Compare any two graphics cards:
Radeon HD 7850 vs Radeon HD 7970
IntroThe Radeon HD 7850 has a GPU clock speed of 860 MHz, and the 2048 MB of GDDR5 memory runs at 1200 MHz through a 256-bit bus. It also features 1024 Stream Processors, 64 TAUs, and 32 Raster Operation Units.
Compare those specifications to the Radeon HD 7970, which comes with a core clock speed of 925 MHz and a GDDR5 memory frequency of 1375 MHz. It also uses a 384-bit bus, and makes use of a 28 nm design. It features 2048 SPUs, 128 TAUs, and 32 ROPs.
Power Usage and Theoretical Benchmarks
Power Consumption (Max TDP)
Theoretically speaking, the Radeon HD 7970 will be 72% quicker than the Radeon HD 7850 in general, due to its greater data rate. (explain)
Texel RateThe Radeon HD 7970 should be much (approximately 115%) more effective at AF than the Radeon HD 7850. (explain)
Pixel RateIf using a high resolution is important to you, then the Radeon HD 7970 is superior to the Radeon HD 7850, but it probably won't make a huge difference. (explain)
Please note that the above 'benchmarks' are all just theoretical - the results were calculated based on the card's specifications, and real-world performance may (and probably will) vary at least a bit.
Please note that the price comparisons are based on search keywords - sometimes it might show cards with very similar names that are not exactly the same as the one chosen in the comparison. We do try to filter out the wrong results as best we can, though.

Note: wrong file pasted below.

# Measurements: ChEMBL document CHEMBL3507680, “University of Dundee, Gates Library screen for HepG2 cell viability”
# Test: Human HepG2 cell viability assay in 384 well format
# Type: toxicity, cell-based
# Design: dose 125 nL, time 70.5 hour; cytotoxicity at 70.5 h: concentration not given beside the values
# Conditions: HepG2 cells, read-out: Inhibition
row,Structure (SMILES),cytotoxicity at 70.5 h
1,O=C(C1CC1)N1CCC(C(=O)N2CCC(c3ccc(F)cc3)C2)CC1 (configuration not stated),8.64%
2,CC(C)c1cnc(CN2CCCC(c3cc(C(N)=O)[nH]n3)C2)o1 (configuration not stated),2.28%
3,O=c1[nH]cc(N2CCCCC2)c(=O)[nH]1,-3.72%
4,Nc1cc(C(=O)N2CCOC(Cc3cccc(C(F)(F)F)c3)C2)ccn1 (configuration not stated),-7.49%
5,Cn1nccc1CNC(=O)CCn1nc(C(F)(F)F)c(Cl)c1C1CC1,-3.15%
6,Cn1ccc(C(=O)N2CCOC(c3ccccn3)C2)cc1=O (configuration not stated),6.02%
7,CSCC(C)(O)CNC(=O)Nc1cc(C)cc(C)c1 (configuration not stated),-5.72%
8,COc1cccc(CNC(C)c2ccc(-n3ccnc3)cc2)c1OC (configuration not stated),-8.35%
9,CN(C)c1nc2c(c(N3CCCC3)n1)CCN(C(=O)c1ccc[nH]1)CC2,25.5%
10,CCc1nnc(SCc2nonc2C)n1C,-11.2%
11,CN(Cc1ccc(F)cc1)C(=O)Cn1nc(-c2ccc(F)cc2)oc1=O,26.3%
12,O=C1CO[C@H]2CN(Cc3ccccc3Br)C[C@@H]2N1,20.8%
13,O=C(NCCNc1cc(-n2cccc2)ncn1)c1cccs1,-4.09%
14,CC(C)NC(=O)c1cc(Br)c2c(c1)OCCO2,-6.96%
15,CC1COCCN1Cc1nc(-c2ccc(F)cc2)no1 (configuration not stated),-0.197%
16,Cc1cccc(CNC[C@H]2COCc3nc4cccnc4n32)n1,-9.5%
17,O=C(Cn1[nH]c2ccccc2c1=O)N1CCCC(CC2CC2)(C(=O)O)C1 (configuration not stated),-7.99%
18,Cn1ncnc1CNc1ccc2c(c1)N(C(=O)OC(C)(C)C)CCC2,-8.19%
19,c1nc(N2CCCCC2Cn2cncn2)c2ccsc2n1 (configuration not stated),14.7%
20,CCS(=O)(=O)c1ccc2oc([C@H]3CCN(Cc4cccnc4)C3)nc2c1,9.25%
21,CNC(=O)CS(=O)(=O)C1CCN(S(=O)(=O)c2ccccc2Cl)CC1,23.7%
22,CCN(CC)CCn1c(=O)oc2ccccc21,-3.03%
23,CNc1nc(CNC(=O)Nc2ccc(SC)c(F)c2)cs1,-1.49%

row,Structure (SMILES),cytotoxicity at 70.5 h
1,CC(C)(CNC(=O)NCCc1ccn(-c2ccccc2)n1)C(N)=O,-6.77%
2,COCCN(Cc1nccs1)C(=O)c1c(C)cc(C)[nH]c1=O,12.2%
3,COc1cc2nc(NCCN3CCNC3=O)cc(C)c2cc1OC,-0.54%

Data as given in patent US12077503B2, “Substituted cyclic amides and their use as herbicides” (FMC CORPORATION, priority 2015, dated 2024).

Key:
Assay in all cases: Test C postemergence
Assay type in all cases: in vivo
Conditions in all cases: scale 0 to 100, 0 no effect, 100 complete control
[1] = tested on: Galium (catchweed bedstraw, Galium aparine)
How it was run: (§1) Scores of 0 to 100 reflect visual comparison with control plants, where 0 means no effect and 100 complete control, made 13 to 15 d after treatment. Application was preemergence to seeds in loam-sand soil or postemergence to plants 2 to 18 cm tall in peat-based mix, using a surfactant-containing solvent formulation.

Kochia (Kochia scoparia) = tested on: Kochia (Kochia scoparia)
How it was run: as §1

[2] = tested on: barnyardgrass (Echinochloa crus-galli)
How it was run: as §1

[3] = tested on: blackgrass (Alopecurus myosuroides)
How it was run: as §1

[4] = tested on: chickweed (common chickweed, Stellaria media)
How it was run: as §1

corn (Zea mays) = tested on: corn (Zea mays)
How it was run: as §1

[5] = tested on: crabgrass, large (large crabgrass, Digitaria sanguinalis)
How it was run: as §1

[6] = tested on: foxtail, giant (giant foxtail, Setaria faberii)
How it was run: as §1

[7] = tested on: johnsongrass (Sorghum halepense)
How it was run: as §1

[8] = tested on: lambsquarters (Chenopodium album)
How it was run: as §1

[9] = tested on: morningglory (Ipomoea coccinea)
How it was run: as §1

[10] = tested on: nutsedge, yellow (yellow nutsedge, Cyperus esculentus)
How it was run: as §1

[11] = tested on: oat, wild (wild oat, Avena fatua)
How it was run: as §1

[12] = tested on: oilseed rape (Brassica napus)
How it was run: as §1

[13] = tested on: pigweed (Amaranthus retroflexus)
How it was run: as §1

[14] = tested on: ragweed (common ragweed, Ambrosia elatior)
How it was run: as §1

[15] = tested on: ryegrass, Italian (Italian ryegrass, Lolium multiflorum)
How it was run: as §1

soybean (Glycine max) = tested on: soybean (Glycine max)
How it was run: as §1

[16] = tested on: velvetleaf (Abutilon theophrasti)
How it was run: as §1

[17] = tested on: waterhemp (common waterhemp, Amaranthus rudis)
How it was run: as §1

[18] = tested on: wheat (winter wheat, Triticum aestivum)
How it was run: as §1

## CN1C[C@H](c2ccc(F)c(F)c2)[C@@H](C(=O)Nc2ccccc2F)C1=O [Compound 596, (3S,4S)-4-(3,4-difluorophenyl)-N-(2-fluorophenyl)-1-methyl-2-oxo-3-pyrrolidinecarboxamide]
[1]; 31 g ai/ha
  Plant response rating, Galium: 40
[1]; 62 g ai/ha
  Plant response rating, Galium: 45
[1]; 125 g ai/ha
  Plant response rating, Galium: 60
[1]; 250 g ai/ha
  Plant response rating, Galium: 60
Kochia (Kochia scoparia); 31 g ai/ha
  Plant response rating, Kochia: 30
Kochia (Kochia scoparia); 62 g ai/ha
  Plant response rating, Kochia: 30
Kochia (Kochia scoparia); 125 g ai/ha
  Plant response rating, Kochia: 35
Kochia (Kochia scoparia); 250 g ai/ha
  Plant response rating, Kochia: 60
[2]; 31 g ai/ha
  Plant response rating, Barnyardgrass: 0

Memory Bandwidth: Bandwidth is the maximum amount of information (in units of MB per second) that can be transported past the external memory interface in one second. The number is worked out by multiplying the bus width by its memory clock speed. If the card has DDR type RAM, the result should be multiplied by 2 again. If DDR5, multiply by 4 instead. The better the card's memory bandwidth, the faster the card will be in general. It especially helps with AA, HDR and higher screen resolutions.
Texel Rate: Texel rate is the maximum number of texture map elements (texels) that are applied in one second. This is calculated by multiplying the total amount of texture units of the card by the core clock speed of the chip. The better the texel rate, the better the card will be at handling texture filtering (anisotropic filtering - AF). It is measured in millions of texels processed per second.
Pixel Rate: Pixel rate is the maximum number of pixels that the graphics card can possibly write to its local memory in one second - measured in millions of pixels per second. The figure is calculated by multiplying the amount of Raster Operations Pipelines by the the card's clock speed. ROPs (Raster Operations Pipelines - sometimes also referred to as Render Output Units) are responsible for drawing the pixels (image) on the screen. The actual pixel fill rate is also dependant on quite a few other factors, especially the memory bandwidth - the lower the memory bandwidth is, the lower the ability to get to the max fill rate.